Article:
As Jeb Bush's all-but-certain run to the White House ignites for liftoff, one of the biggest lingering questions is whether he'll hit any serious turbulence over his decades of sometimes questionable financial dealings since leaving Tallahassee.
Well, it didn't take long for Bush's first financially tied mini-scandal. Last week, Jeb hosted his first big fundraiser since making his presidential bid semi-official. His host for the big money event? A corporate exec whose firm was once investigated for bid rigging in Florida while Jeb was governor.
The corporate tycoon in question is Charles Davis, who is best known these days as a former chief of investment banking giant Goldman Sachs. Back when Jeb was running Florida, though, Davis was vice chairman of Marsh & McLennan, a huge insurance brokerage.
And for four years starting in 2004, that company was tangled in a mass, multi-state probe centered on whether they steered hurricane insurance policies toward companies that then paid them a kick-back to get the business. The end result, according to then-attorney general and later governor Charlie Crist, was a higher cost for businesses and their employees -- and a worse deal for insurance coverage for state taxpayers.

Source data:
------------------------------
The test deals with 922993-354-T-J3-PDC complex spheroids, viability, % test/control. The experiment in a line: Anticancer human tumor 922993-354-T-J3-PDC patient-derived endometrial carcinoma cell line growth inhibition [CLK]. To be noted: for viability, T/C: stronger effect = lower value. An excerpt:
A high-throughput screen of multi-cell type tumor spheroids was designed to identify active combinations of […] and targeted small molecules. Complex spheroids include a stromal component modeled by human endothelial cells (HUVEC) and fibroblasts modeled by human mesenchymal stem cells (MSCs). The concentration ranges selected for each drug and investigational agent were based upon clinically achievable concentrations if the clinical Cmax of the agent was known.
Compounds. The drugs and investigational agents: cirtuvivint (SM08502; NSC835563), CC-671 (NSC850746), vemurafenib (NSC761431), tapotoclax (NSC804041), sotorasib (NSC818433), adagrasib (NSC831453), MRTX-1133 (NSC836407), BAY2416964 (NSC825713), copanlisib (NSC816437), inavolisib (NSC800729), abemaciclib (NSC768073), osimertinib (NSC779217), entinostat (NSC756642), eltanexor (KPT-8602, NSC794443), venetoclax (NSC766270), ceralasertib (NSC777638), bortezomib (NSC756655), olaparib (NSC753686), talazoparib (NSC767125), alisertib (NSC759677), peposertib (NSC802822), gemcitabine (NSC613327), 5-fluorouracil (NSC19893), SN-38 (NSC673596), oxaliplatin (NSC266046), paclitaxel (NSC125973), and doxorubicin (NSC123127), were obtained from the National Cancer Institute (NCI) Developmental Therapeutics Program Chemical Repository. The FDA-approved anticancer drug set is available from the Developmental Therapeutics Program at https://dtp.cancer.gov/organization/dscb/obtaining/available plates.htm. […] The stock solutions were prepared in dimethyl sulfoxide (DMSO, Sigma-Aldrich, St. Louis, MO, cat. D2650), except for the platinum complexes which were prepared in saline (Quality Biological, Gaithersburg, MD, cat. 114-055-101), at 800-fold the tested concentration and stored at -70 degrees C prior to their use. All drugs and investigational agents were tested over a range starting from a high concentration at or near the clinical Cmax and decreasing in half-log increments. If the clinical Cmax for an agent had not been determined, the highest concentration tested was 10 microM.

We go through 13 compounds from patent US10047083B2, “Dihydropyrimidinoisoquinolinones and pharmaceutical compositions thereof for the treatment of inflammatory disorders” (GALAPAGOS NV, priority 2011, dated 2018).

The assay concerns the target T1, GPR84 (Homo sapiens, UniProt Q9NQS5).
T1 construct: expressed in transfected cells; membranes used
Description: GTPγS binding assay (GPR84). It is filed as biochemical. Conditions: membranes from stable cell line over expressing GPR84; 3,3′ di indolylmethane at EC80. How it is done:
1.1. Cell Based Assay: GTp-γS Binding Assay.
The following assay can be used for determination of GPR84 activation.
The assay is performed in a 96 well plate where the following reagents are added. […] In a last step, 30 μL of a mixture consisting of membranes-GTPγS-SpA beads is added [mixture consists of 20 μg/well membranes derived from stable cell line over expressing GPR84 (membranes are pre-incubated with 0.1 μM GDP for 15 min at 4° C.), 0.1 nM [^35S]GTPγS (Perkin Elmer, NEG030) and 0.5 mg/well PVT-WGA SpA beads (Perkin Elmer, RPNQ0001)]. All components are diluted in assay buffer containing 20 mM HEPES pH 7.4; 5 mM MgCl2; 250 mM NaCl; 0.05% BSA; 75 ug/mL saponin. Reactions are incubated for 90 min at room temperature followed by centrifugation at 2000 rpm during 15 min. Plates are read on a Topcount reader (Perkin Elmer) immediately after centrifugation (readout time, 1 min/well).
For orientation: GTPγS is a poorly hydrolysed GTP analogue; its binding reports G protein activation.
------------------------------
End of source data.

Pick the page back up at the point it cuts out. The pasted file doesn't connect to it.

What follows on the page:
"It's costing the company who employs those people more money than that company can probably provide, less health care coverage to those employees," Crist said at the time.
The company was sued in Florida and eight other states over the claims. Davis left the company in 2006, but Marsh & McLennan later settled the case for $7 million.
Neither Bush nor Davis would talk about the old case with CNN, which first noticed the exec's less than savory past in the Sunshine State.
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But if nothing else, it hints at a tightrope Bush will have to walk as he navigates his nascent bid for Washington. His tight ties to corporate America are one of his biggest strengths as a candidate, with Wall Street magnates like Davis lining up outside his door to shovel money his way.
But thanks to a stint in the private sector that neatly dovetails with the recession and a host of national financial scandals, this won't be the last Bush fundraiser to raise some eyebrows with his past ties.